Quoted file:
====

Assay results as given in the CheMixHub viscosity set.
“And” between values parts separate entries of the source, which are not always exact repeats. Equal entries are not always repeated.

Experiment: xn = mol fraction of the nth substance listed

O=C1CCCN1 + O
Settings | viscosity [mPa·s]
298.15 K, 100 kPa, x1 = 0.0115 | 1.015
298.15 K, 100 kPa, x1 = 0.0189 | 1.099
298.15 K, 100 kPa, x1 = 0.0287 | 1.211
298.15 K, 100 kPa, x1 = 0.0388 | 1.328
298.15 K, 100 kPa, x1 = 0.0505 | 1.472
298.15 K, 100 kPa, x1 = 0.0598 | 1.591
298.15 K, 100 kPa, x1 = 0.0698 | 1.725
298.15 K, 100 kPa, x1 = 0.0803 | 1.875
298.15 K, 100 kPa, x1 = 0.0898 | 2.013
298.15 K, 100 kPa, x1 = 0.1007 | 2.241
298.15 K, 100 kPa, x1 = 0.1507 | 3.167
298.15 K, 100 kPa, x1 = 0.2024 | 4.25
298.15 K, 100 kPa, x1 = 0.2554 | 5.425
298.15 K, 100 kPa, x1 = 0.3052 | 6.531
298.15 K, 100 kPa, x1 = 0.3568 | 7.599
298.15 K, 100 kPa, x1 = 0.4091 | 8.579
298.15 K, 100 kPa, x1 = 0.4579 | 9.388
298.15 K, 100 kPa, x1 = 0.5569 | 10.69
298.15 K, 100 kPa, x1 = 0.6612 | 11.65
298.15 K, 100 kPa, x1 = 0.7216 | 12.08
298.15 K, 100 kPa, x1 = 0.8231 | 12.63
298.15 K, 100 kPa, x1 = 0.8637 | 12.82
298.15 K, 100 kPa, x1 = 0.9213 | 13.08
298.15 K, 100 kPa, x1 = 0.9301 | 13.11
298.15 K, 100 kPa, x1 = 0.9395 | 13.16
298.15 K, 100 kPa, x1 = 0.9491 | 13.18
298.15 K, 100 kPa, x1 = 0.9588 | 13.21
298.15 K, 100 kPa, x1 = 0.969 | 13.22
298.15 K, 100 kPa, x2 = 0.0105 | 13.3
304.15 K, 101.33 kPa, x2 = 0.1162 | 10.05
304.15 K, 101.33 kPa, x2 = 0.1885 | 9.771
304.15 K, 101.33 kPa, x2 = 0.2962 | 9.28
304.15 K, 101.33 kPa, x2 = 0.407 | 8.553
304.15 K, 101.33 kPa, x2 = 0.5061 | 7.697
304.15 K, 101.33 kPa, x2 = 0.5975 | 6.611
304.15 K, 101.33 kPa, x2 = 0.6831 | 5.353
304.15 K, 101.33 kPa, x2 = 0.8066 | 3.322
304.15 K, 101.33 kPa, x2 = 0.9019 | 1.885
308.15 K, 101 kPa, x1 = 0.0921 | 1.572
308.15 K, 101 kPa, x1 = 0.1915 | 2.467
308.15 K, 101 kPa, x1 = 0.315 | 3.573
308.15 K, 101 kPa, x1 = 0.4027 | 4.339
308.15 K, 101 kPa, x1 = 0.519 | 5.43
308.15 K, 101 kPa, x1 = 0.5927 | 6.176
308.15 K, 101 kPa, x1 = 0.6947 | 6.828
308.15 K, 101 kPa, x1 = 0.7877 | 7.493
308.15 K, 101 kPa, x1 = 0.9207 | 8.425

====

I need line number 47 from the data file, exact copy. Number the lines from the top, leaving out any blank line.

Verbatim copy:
308.15 K, 101 kPa, x1 = 0.4027 | 4.339